Just five games into the NHL season, the Toronto Maple Leafs boast an impressive record of 4-1 and have been scoring a ton of goals. However, with 19 goals against in just five games, clearly there is room to improve defensively and in the crease. It’s not like every defensemen is under-performing on the Leafs, — there are still a few bright spots. One defenseman in particular has been able to stand out above the rest, and that is Nikita Zaitsev.
Through the first five games, Zaitsev is scoring at a point-per-game pace and is tied for the best plus-minus on the Leafs, with plus-eight. It seems Zaitsev has found a good fit on Toronto’s second defensive pairing with Jake Gardiner, where they use their elite puck moving ability to spend more time in the offensive zone and less time in their own zone.
Zaitsev has also been a key cog on the penalty kill this season and has seen his power play minutes dry up. However, it doesn’t seem to affect his offensive production, as he already scored half of the amount of goals (two) as he managed all of last season (four). The Russian defender seems more confident this year with and without the puck, which could result in leading the Leafs defensive group offensively this season. So far, Zaitsev is proving that the contract signed in the offseason was worth the risk.
Where Did Zaitsev Come From?
Zaitsev was brought into the Leafs organization from the KHL as a free agent signing in May of the 2015-16 season. He spent seven seasons in the KHL before his Maple Leafs arrival, so it’s not like he joined the organization with little professional experience.
He was undrafted, which seems pretty surprising now after watching his immediate NHL success. The only area where most saw a need to improve was the adjustment to the smaller North American ice surface, and a better understanding of the English language, which comes with practice and time.
In an interview with Sportsnet, Babcock was asked “where has Zaitsev pushed his game from last April to where it is now?” He responded:
Probably just understanding English is a big part of it, knowing where to stand, knowing how to play, not being confused by the coach who is giving you more information early. It paralyzes you for a little bit and you’re not as good as you should be, then you get to know the league.
The answer provides logical reasoning as to why he was prone to so many defensive errors last season. Some people know it as that “deer in the headlights” look, or information overload, but it makes sense when your head coach is trying to teach you new defensive systems in a language that you haven’t fully grasped yet.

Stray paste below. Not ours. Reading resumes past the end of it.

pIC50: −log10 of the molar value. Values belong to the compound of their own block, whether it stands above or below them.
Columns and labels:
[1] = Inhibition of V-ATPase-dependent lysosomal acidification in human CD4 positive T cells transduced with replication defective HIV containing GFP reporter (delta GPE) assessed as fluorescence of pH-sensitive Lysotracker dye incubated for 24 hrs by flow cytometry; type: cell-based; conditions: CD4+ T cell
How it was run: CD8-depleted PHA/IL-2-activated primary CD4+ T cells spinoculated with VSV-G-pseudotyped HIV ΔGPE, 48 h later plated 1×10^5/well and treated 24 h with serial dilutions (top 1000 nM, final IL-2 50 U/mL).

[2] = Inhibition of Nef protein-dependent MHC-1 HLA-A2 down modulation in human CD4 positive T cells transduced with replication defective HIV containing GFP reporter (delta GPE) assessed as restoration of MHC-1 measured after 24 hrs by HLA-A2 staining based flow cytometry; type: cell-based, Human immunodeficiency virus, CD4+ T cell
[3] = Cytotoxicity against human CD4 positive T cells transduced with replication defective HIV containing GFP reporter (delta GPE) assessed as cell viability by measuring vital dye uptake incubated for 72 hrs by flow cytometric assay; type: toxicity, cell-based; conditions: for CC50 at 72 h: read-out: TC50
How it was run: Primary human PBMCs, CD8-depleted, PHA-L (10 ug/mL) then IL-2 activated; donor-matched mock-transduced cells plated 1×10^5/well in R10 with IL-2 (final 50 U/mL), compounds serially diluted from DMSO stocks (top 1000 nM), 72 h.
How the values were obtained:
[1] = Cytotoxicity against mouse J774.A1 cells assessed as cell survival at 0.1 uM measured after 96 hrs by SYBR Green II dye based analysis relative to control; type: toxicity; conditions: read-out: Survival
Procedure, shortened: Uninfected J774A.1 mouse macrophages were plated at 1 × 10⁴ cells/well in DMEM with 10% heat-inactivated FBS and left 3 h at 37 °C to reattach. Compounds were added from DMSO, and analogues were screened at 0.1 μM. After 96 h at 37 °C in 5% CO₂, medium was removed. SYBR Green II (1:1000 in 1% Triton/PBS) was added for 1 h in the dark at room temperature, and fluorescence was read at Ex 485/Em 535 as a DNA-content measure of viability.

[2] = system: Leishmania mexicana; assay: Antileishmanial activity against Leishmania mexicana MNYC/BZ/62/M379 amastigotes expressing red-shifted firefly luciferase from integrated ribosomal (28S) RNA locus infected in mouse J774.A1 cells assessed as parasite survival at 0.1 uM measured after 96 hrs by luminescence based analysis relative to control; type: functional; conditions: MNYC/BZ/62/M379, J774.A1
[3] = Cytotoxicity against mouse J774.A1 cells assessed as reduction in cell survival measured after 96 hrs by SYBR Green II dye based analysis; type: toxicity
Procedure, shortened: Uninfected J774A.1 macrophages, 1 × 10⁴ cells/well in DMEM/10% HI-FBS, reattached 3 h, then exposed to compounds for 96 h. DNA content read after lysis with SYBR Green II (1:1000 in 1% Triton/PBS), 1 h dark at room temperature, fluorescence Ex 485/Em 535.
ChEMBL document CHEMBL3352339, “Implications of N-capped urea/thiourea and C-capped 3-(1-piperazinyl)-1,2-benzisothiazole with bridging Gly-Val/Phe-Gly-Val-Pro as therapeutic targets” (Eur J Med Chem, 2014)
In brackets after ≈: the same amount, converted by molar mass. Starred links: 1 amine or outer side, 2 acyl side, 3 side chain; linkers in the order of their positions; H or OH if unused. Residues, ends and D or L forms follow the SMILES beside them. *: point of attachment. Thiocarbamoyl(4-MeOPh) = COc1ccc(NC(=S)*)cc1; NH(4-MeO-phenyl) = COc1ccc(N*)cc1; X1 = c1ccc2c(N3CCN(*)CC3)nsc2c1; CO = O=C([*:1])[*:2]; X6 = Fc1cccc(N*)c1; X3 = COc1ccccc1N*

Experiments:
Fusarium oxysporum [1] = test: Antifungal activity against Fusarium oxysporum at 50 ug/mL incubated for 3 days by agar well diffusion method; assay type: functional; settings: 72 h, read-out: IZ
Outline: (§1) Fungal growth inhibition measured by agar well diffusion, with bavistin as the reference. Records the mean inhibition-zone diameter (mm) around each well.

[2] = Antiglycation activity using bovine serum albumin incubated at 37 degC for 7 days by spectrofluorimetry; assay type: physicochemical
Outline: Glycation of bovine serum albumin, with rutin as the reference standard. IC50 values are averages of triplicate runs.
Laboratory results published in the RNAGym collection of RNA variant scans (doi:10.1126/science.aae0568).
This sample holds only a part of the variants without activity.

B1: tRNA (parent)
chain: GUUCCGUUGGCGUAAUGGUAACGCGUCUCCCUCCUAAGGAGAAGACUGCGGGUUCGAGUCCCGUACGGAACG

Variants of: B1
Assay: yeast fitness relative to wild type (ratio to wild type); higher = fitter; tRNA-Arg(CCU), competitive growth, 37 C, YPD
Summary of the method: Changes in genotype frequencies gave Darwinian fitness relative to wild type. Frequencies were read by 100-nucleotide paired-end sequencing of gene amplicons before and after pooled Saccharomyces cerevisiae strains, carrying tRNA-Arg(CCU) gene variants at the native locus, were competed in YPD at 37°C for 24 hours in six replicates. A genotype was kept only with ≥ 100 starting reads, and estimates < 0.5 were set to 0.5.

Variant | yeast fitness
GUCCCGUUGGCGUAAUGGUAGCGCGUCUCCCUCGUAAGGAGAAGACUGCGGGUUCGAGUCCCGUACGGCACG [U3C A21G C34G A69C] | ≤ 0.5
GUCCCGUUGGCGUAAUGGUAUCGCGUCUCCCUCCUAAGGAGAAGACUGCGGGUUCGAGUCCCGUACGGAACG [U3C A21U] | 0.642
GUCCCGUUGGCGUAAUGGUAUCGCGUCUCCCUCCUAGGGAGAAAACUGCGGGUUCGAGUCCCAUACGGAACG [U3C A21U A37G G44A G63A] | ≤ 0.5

Now that Zaitsev has gotten his first season out of the way and has improved upon his understanding of English, I think we could see a big step forward in his development sooner rather than later. This better understanding of the language will have a direct positive correlation with his understanding of Babcock’s defensive system, which will continue to produce positive results on the ice.
Zaitsev’s Quick Development Means Contract is a Bargain
With his impressive start, it’s not hard to picture a 40-point season from the Russian defender. Realistically, that isn’t that far of a stretch considering he had 36 points last season. Clearly, the offensive capabilities are there. With a team-low of minus-22 last season, it’s obvious where Zaitsev struggled. However, since Zaitsev improved his understanding of language and he is paired with the plus-minus wizard in Gardiner, suddenly Zaitsev is tied for the team lead in that category.
He has already established himself as a top-four defenseman in the NHL after just one season, which earned him a massive seven-year, $31.5 million contract. At the time it was signed, some writers and fans questioned the length and AAV of the contract, saying it was a bit risky.
During the 2017-18 season fans will begin to understand that the risk was worth it and that Zaitsev is a perfect fit in the Leafs top-four, especially for that price. If he continues to make progress in his development and continues making strides with his English, Zaitsev’s contract will look more like a bargain with each passing year as he enters his prime.
When referring to season expectations, how high is Zaitsev’s ceiling with Gardiner as his partner? They form a fast, puck moving pair that can put the puck in the net. While being used as a second-pairing, they may not see as great of competition allowing them to produce more offensively. I could see both players finishing the season with around 45 points, if they continue to be deployed on the same pairing. Even if Babcock decides to pull out the blender throughout the year, Zaitsev will still improve heavily upon last season.